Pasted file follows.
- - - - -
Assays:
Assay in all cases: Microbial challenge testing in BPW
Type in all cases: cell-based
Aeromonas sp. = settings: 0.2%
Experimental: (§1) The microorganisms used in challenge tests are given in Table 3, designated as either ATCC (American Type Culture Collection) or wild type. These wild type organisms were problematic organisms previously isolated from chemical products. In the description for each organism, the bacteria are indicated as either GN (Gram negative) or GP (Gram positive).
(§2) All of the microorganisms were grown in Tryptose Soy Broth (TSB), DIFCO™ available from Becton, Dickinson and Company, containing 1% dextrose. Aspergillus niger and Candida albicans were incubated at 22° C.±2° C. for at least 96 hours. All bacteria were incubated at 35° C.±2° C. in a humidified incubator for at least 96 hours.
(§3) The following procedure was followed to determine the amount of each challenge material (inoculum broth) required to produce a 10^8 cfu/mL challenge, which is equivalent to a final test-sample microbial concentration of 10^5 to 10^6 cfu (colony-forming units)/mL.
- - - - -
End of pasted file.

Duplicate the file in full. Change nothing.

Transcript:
Assays:
Assay in all cases: Microbial challenge testing in BPW
Type in all cases: cell-based
Aeromonas sp. = settings: 0.2%
Experimental: (§1) The microorganisms used in challenge tests are given in Table 3, designated as either ATCC (American Type Culture Collection) or wild type. These wild type organisms were problematic organisms previously isolated from chemical products. In the description for each organism, the bacteria are indicated as either GN (Gram negative) or GP (Gram positive).
(§2) All of the microorganisms were grown in Tryptose Soy Broth (TSB), DIFCO™ available from Becton, Dickinson and Company, containing 1% dextrose. Aspergillus niger and Candida albicans were incubated at 22° C.±2° C. for at least 96 hours. All bacteria were incubated at 35° C.±2° C. in a humidified incubator for at least 96 hours.
(§3) The following procedure was followed to determine the amount of each challenge material (inoculum broth) required to produce a 10^8 cfu/mL challenge, which is equivalent to a final test-sample microbial concentration of 10^5 to 10^6 cfu (colony-forming units)/mL.